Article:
Par. 3. Section 1.643(a)-5 is amended by revising paragraph (b) to read as follows:
§1.643(a)-5 Tax-exempt interest.

(b) If the estate or trust is allowed a charitable contributions deduction under section 642(c), the amounts specified in paragraph (a) of this section and §1.643(a)-6 are reduced by the portion deemed to be included in income paid, permanently set aside, or to be used for the purposes specified in section 642(c). If the governing instrument or local law specifically provides as to the source out of which amounts are paid, permanently set aside, or to be used for such charitable purposes, the specific provision controls for Federal tax purposes to the extent such provision has economic effect independent of income tax consequences. See §1.652(b)-2(b). In the absence of such specific provisions in the governing instrument or local law, an amount to which section 642(c) applies is deemed to consist of the same proportion of each class of the items of income of the estate or trust as the total of each class bears to the total of all classes. For illustrations showing the determination of the character of an amount deductible under section 642(c), see Examples 1 and 2 of §1.662(b)-2 and §1.662(c)-4(e).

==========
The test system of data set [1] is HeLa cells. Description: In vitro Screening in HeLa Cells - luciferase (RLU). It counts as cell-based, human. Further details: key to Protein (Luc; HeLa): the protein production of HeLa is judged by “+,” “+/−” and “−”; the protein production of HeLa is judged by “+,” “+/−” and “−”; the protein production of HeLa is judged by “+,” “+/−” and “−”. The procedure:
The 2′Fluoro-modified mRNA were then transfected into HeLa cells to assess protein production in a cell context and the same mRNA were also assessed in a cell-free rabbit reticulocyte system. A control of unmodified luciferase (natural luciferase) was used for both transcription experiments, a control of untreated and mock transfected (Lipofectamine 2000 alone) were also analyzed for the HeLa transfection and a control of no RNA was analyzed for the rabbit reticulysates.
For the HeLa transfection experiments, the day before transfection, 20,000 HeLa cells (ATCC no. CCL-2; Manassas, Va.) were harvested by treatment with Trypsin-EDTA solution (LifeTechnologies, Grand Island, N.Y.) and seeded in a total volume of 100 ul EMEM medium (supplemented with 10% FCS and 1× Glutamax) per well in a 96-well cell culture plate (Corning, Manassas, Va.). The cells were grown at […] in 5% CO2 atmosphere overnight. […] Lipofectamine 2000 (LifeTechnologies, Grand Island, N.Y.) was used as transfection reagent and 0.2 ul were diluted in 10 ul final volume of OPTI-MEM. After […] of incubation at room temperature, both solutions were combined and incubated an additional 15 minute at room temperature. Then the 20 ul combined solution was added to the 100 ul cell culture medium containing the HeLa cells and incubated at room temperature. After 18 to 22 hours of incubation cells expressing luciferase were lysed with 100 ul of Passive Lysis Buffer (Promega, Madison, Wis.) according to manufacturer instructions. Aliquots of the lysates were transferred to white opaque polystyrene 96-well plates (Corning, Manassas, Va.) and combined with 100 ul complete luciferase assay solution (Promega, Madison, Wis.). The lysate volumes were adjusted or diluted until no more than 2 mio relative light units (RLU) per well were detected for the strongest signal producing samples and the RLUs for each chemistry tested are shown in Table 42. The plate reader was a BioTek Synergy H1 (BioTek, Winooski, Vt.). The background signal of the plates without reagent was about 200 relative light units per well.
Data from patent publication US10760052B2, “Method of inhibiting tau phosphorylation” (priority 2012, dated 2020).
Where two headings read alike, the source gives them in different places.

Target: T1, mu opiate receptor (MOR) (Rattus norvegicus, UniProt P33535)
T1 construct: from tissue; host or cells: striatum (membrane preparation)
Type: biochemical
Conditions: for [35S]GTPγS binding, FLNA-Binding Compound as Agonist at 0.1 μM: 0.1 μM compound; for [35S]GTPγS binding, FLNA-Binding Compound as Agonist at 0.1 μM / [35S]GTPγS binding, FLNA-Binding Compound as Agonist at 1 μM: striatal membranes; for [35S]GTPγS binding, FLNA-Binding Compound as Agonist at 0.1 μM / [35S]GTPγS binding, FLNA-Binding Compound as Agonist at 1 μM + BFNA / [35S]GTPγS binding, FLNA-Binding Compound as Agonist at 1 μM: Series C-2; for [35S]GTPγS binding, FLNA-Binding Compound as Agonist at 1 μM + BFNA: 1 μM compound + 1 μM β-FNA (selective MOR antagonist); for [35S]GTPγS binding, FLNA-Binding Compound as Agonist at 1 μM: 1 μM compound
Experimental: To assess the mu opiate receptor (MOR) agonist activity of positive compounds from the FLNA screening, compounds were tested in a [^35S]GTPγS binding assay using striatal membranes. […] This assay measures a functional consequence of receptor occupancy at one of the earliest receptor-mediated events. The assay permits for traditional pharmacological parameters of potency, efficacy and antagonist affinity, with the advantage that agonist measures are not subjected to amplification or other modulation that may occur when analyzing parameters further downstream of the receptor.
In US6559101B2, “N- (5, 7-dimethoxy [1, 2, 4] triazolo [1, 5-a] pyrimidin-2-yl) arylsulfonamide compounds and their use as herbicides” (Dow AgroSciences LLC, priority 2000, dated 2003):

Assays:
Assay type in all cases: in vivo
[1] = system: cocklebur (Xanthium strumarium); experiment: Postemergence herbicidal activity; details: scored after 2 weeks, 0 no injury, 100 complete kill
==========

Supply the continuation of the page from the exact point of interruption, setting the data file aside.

Linda M. Kroening,
(Acting) Deputy Commissioner for Services and Enforcement.
Approved: April 9, 2012.

Emily M. McMahon,
(Acting) Assistant Secretary of the Treasury (Tax Policy)